Feeling the Financial Pinch: What to Say to Supporters
(Originally published as an article within ECCU’s former e-publication, Ministry Banking Today.)
Chances are, your ministry is experiencing some difficulty meeting your budget. Whether it’s a small bump in the road or a major pothole, you’re faced with an important question: How—and how much—do you communicate to your givers? Here are a few different perspectives on how ministries like yours are addressing the financial pinch.
Get the word out. Since 1997, The Rock of Roseville (California) has grown from a small church of 150 to a healthy community of more than 1,800 weekly attendees, planting two churches along the way. But economic events in the last year affected their finances. “For the first time in our history, we weren’t hitting income projections,” said Kenny Wahlberg, Director of Operations. “We’d never experienced a downturn like this.”
Leadership at The Rock decided that adjusting to the economic changes should be a family affair. They began a pulpit series on finances to let the congregation know the church’s situation and remind them to be obedient to God during tough times.
Each week, the church also devotes the first minute of video announcements to teach on biblical giving and stewardship. And consistent communication with the body continues in the form of e-mail updates, surveys, and letters.
“We see this as an opportunity to teach and train,” says Wahlberg. “It is a great time to focus on stewardship and faithfulness.”
Leave it to the Lord. Calvary Chapel in Murrieta (California) is also experiencing significant changes in giving patterns. This past year, the church’s working capital surplus hit an all-time low. Determined to live within their means, leadership at Calvary Chapel has made serious budget cuts. They are walking the fine line between eliminating excess without hindering essential ministry work.
Even in the midst of financial hardship, Calvary Chapel has not asked any more of the congregation. Their philosophy is that they are stewards of what God chooses to give them and whatever he chooses to give is never insufficient. “We trust Him to give us wisdom on how to use what he provides,” says Bill Johnson, the church’s CPA.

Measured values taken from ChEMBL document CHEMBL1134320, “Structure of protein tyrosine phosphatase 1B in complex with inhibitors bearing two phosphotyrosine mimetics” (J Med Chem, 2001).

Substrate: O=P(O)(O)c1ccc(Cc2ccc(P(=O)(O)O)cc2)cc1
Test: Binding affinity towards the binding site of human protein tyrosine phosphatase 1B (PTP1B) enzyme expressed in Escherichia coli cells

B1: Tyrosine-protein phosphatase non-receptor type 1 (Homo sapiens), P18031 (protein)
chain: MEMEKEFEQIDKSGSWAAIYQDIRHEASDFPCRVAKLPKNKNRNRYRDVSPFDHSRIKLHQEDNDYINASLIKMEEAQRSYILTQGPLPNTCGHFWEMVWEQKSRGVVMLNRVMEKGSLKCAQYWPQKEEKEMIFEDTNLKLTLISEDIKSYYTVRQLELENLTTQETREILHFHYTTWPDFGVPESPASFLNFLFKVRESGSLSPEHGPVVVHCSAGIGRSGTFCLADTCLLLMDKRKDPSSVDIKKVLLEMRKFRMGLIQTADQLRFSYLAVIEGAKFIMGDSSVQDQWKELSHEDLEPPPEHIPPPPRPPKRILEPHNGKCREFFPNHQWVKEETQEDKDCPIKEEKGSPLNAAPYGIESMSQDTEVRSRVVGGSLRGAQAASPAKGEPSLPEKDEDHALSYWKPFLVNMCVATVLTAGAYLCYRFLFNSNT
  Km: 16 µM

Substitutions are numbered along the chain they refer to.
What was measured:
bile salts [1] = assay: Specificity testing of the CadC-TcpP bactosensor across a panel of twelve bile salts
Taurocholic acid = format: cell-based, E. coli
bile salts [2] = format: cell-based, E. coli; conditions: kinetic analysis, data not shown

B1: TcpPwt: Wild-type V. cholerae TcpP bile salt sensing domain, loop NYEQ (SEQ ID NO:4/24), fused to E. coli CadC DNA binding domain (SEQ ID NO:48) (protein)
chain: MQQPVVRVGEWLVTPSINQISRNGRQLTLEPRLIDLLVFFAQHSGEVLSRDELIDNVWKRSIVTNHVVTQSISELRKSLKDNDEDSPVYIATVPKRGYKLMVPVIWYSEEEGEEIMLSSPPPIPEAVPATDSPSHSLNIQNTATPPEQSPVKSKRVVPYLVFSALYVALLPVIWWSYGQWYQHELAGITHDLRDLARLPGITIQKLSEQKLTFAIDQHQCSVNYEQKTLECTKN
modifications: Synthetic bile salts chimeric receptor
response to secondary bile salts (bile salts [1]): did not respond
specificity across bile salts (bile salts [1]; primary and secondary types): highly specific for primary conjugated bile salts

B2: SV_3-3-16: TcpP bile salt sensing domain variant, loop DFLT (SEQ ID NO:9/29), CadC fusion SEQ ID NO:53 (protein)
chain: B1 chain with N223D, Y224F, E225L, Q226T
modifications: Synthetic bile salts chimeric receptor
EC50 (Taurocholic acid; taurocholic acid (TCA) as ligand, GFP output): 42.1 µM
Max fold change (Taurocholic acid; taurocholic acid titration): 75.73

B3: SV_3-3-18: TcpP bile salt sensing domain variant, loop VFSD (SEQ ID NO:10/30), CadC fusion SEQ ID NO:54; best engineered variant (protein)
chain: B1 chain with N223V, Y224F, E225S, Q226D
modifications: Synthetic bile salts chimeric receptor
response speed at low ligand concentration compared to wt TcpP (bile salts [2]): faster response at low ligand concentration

This approach is consistent with how Calvary Chapel has always addressed finances. While there are tithing boxes in the foyer, rarely are they referred to during services. At the annual business meetings, few references are made to actual numbers – instead, the church acknowledges God’s blessings and focuses on the great things he has done.
Don’t panic. Whether you decide to involve your supporters or quietly seek the Lord’s provision, be sure to take this one piece of advice: Stay calm. According to The Elevation Group, a company specializing in organizational development for ministries, “Panic is too often at the root of hurried strategies and bad decisions. Fear surrounding the economy is far more damaging to the philanthropic world than the economy itself.”
As you prayerfully consider your response to your ministry’s financial situation, take comfort in the fact that God is using your ministry for his purposes – regardless of your cash flow.
For more good news on how ministries can stabilize in times of economic insecurity, read The Elevation Group’s Calm in the Storm: How to Control the Things You Can in Difficult Times.